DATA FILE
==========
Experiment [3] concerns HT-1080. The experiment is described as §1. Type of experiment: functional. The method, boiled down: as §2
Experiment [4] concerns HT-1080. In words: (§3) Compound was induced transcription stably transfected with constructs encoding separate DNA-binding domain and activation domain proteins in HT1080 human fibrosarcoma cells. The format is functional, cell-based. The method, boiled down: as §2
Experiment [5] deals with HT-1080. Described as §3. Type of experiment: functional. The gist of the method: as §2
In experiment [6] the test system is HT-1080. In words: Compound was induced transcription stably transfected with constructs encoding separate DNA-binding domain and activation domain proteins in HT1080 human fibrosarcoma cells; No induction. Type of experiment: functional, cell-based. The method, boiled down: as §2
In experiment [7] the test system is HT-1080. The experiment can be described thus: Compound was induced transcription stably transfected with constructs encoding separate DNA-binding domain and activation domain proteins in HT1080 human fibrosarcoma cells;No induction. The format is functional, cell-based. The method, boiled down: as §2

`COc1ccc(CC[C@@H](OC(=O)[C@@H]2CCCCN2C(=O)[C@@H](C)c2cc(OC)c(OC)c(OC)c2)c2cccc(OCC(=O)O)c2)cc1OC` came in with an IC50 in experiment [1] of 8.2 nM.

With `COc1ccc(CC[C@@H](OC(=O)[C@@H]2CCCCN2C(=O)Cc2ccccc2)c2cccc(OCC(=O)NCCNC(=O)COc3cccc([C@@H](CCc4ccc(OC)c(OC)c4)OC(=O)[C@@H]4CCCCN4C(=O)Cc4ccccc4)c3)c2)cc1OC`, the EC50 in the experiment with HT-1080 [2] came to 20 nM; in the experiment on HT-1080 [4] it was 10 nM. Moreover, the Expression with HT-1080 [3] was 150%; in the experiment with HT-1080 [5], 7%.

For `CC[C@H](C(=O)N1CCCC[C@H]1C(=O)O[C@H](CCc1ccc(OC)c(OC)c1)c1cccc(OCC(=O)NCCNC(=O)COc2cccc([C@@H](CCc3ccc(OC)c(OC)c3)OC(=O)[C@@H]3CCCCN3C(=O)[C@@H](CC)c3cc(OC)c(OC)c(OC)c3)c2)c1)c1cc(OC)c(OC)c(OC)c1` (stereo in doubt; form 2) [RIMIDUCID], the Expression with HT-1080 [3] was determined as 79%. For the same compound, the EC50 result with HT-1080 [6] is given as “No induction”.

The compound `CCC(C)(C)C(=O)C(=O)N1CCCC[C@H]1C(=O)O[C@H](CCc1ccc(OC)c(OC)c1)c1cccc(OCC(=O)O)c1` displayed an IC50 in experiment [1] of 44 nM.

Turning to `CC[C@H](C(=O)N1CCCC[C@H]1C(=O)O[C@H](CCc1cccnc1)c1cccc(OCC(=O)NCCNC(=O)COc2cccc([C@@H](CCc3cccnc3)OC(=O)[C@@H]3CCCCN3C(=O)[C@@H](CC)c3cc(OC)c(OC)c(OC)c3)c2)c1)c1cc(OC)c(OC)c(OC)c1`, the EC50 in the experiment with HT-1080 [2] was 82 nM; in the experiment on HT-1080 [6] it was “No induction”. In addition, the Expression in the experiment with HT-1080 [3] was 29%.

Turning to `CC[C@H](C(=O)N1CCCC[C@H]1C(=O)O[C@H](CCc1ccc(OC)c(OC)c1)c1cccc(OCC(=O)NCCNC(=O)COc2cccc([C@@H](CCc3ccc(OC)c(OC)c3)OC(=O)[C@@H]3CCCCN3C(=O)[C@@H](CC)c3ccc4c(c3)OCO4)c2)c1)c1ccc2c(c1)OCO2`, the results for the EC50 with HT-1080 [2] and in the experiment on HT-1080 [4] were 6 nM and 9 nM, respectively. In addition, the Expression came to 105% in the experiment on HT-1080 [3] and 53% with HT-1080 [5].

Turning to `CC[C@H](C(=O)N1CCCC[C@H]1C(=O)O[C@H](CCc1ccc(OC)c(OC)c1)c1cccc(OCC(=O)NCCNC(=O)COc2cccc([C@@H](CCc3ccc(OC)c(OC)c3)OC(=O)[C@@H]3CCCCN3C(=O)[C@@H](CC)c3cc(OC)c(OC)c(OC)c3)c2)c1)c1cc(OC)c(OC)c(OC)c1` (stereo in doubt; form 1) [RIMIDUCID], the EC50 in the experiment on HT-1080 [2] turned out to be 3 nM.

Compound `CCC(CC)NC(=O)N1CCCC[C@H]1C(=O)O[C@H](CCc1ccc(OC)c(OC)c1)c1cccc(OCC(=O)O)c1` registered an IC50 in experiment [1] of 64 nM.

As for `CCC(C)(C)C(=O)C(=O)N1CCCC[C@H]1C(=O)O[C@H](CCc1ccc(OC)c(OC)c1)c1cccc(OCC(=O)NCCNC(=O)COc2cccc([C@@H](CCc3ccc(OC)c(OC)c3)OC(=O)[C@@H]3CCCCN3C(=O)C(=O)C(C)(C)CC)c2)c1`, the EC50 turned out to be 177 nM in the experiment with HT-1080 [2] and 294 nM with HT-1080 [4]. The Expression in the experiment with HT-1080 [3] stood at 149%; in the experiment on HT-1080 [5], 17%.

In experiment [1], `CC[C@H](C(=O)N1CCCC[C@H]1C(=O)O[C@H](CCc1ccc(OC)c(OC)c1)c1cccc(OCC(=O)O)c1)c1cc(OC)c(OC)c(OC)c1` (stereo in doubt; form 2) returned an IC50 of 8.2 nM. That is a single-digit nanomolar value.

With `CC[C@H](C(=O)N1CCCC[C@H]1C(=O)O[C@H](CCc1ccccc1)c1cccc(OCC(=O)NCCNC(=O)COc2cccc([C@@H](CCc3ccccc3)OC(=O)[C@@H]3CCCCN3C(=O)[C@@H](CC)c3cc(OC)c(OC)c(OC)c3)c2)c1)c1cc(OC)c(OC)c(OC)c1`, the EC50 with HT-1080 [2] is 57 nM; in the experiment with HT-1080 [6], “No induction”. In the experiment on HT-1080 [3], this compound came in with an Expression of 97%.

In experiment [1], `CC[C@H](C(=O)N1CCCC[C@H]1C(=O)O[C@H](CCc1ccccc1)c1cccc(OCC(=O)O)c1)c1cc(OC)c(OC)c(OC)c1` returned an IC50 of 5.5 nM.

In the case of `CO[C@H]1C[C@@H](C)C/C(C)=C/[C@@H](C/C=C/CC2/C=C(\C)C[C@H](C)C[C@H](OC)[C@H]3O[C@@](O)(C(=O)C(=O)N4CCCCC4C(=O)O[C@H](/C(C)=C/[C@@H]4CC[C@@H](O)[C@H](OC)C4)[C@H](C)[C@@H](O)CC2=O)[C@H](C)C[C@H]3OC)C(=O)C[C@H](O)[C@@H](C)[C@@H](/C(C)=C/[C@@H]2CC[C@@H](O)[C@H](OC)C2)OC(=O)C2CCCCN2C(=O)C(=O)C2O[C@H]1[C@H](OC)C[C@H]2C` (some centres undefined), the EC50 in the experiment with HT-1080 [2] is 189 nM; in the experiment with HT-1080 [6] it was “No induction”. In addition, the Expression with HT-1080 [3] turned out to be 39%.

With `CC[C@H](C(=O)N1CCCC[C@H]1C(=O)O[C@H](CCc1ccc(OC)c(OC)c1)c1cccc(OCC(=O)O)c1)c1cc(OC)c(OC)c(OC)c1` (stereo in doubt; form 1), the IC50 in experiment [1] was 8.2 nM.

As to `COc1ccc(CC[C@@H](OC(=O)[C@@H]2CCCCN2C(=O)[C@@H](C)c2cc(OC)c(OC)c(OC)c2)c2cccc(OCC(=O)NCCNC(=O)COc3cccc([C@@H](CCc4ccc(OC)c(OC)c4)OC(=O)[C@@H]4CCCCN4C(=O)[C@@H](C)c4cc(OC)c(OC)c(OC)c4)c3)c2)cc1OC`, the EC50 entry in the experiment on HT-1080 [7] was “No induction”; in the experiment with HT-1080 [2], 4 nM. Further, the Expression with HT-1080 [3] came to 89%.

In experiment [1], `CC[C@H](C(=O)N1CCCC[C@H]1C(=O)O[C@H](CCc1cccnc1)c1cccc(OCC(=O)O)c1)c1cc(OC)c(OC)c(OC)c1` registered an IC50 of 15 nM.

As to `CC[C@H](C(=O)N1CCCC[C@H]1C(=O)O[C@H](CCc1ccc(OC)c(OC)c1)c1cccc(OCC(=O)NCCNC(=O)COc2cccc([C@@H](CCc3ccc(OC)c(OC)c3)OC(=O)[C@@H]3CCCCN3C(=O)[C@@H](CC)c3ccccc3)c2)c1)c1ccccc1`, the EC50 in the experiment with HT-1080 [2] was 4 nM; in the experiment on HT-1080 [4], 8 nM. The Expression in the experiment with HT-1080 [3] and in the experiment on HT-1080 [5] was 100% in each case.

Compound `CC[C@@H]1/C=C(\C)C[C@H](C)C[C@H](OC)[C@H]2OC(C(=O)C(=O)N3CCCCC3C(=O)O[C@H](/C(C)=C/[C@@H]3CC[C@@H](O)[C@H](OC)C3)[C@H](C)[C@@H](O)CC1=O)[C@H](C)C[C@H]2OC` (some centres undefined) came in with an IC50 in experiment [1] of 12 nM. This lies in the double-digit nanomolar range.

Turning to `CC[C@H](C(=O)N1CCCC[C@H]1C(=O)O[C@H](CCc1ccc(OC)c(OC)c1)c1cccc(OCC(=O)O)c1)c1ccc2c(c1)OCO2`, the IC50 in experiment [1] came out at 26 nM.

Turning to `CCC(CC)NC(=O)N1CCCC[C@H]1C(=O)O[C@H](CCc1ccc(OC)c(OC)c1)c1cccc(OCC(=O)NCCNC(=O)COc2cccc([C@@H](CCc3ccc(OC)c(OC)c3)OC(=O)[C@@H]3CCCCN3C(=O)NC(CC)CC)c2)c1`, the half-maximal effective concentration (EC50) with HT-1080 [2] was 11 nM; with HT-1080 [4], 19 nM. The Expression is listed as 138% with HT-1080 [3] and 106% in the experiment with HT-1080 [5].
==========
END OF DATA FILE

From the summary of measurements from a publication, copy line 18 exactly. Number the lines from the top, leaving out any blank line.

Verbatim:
In the case of `CO[C@H]1C[C@@H](C)C/C(C)=C/[C@@H](C/C=C/CC2/C=C(\C)C[C@H](C)C[C@H](OC)[C@H]3O[C@@](O)(C(=O)C(=O)N4CCCCC4C(=O)O[C@H](/C(C)=C/[C@@H]4CC[C@@H](O)[C@H](OC)C4)[C@H](C)[C@@H](O)CC2=O)[C@H](C)C[C@H]3OC)C(=O)C[C@H](O)[C@@H](C)[C@@H](/C(C)=C/[C@@H]2CC[C@@H](O)[C@H](OC)C2)OC(=O)C2CCCCN2C(=O)C(=O)C2O[C@H]1[C@H](OC)C[C@H]2C` (some centres undefined), the EC50 in the experiment with HT-1080 [2] is 189 nM; in the experiment with HT-1080 [6] it was “No induction”. In addition, the Expression with HT-1080 [3] turned out to be 39%.